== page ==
At the Risks of Hazard we explore what is happening in the cat underwriting market. Today we can share a bit of good news close to home – our InsitePro team are now working with Chubb Global Markets. It is exciting for us here because this is a group that is leading the entry of “private flood insurance” (i.e. actual flood insurance from the insurance industry) into the US.
While it might seem pretty obvious to most readers that good underwriting is an important part of a healthy insurance industry, it has not always been. When interest rates were high in the past decades, underwriting was the scoop with which insurers piled as much premium as possible into their coffers. With rates of return on capital at historic lows, for a long time now, underwriting is no longer a scoop – it needs to be a finely honed source of profit.
In a recent article on AM Best, Pat Gallagher – chairman and president of the eponymous brokerage giant, made this point. Here is the relevant bit:
For more than five years he (Mr. Gallagher) said he’s warned about the lack of investment income, and thinks the renewed emphasis on underwriting helps carriers and customers.
“From 1986 to 2001 we saw a ton of insurance companies go broke,” said Gallagher, as pricing “went down and down, and then after 9/11 everyone went up 100%. That’s not a good thing.”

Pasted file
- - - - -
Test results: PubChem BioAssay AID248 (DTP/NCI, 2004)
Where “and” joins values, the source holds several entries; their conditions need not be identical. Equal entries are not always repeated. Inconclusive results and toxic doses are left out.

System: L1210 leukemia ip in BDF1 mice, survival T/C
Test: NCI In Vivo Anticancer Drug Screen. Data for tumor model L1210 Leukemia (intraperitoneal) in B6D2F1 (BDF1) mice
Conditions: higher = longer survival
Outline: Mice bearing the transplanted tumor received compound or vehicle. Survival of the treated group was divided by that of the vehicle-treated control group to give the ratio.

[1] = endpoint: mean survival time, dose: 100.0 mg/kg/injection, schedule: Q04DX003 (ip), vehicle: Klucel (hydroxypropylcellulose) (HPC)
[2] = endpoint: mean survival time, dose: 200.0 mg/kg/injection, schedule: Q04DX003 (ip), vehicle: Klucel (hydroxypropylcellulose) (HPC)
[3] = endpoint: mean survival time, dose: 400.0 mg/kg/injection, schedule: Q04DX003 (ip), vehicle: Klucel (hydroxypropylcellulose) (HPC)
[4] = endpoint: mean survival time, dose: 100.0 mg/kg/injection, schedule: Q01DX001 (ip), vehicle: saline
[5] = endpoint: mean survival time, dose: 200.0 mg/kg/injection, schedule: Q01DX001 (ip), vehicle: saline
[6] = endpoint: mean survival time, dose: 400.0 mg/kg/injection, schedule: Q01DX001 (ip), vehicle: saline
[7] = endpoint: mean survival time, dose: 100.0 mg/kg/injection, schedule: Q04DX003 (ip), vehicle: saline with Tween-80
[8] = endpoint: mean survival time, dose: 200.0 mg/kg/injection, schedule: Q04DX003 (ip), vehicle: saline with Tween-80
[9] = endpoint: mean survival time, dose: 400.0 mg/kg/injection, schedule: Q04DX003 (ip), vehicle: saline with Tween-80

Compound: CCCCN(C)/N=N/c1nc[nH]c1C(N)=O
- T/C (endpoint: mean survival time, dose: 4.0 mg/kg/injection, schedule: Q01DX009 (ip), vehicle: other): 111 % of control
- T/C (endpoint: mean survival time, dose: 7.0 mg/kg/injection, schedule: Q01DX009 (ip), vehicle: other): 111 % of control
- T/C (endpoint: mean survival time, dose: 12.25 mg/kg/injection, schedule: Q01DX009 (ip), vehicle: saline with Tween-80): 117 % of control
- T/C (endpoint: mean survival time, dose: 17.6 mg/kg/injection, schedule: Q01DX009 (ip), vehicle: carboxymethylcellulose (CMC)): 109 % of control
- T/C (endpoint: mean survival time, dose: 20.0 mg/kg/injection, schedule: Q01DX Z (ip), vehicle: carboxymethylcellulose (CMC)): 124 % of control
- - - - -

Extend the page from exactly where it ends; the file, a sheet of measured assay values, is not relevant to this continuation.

At first, I thought it was an odd thing to say, and even more odd to publish. It seemed a bit like reading: people eating is good for the restaurant industry. But, I filed it in my ideas folder and kept coming back to it…why?
AM Best has published their annual look at World Catastrophes for 2015 (mind the subscription wall). The main three overall takeaways from 2015 are:
- The largest cat loss of the year was man-made. The explosion in Tanjian, China, caused more insured losses than any natural catastrophe last year, and was the third costliest man-made disaster for insurers in history.
- Overall, it was another quiet year for cat losses. See Graphic 1 for an historical look.
- The Protection Gap was huge enormous gigantic, especially in Asia. See Graphic 2 for the gap between total and insured losses. Light green = Gap.
This week I attended the PCI National Flood Conference in Washington, DC (in Arlington, VA for geographic sticklers like me). Over the weekend, as everyone converged on the city, the sun was shining and the Potomac was sparkling as it flowed gently between its protected banks into Chesapeake Bay. It was a welcoming setting, especially for the delegation coming over from London – a significant number of underwriters and brokers from Lloyd’s.
With the published agenda occupied by 90 percent NFIP material meant to cover assorted minutiae of the program, what might these underwriters be doing there? Private flood is what they were doing there. The remaining 10 percent of the agenda addressed private flood topics, but it was the corridor talk that was predominantly about private flood.
Last week on AMBest TV there was an interview with Hemant Shah, the articulate co-founder and CEO of cat-model makers RMS. It was a standard set of questions one would ask a cat modeler, but there was one response that’s worth a deeper look.